“Just to clarify, 911 was functioning normally. We were receiving, answering and transferring 911 calls coming through to us during that period,” says Jasmine Bradley, E-Comm 911’s executive director of communications and public affairs. “The challenge is that because of the service disruption on the Telus side, it impacted people’s ability to make voice calls.”
Bradley says the company’s records show that some calls from the affected area made it through to 911 Tuesday — either via Telus’s intermittent service or through an emergency feature that gives cellphones without network access the ability to “fail over” to another provider, such as Rogers.
“It really depended on what cell tower that cellphone was pinging from. If the call was hitting a Rogers cell tower, then the call would still be coming through to us,” she says. “Even intermittently with Telus customers, we were still getting calls.”
But E-Comm’s records don’t indicate how many calls did not make it through this week — and in the case of a broad communications outage affecting all local providers, there is no backup system for emergency calls.
“In extraordinary circumstances like that, where there is a major event like a wildfire or a massive earthquake impacting in a particular region, that’s where the emergency management response at the local government level comes into play,” Bradley says.
“If you’re not able to get through and you do need assistance, our advice is to try and make your way to the nearest fire hall, hospital or walk-in clinic for help, or to have somebody else go on your behalf if you’re unable to.”
Regional District of Bulkley-Nechako director of protective services Deborah Jones-Middleton declined The Tyee’s interview request but said in an emailed statement that the Telus outage affected communication systems for several fire departments within the regional district on Tuesday.
“However, each of the departments was able to find alternate communication systems to connect with the [Fire Operations Communications Centre] in Prince George,” she says. “We are very grateful to all three of the fire departments for their preparedness plan and quick response to this event.”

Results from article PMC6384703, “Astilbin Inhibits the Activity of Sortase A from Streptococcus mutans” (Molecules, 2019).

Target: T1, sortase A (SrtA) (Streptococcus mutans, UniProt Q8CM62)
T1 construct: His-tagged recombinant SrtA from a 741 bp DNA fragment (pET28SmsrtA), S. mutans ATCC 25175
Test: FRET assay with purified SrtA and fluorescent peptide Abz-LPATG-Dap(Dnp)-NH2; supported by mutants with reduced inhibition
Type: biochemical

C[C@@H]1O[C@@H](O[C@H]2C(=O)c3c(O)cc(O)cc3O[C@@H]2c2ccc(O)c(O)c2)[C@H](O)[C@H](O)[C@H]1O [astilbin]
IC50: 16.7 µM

Jones-Middleton adds that flooding and wildfires present a risk to the system and says the regional district will continue to work with partners “to identify solutions that can be activated to support all fire departments and the RDBN Emergency Operations Centre if a similar event was to occur in the future.”
Few answers from Telus, and a beaver gets the blame
Telus did not respond to an interview request and followup questions about how many customers had been affected or what contingency plans the company has for future outages as the province faces increased risk from wildfires and flooding.
But floods and wildfires aside, all it took to sever communications in the northwest this week was a large rodent.
BC Hydro, which worked with Telus to fix the shared infrastructure, confirmed the detail in an email to The Tyee, saying that a beaver had felled a large aspen tree across power lines along Highway 16 east of Houston, causing the tree to become “energized” and catch fire, melting the cable casing.
“The location is a swampy area where the Bulkley River meanders close to the highway,” says BC Hydro’s northern community relations manager Bob Gammer. “Given the current spring snowmelt conditions in the region, the water levels at the outage location are higher than normal, making access more difficult for our crew.”
Twenty-one BC Hydro customers were also without power for about seven hours, he adds.
Gammer says unplanned power outages in the region are rare, with main transmission lines strung from steel lattice towers designed to withstand fire and rights-of-way kept clear of vegetation. Work is also underway to relocate hydro towers that were at risk from floods several years ago, he adds.
In October 2017, Bulkley Valley residents braced for a power outage as the flooding Telkwa River threatened to topple a BC Hydro tower in the remote Telkwa Pass. The service disruption was ultimately avoided, but Gammer says BC Hydro is in the process of building new concrete tower pads and towers in the area, work that’s expected to be completed next summer.
In August 2014, there was also chaos at gas pumps in Smithers as rumours spread that the China Nose wildfire, which threatened Highway 16 near Houston, could sever power to the region.
At the time, BC Hydro reassured residents that “backup power sources should kick in,” but the local municipality warned residents that fiberoptic cables could be affected.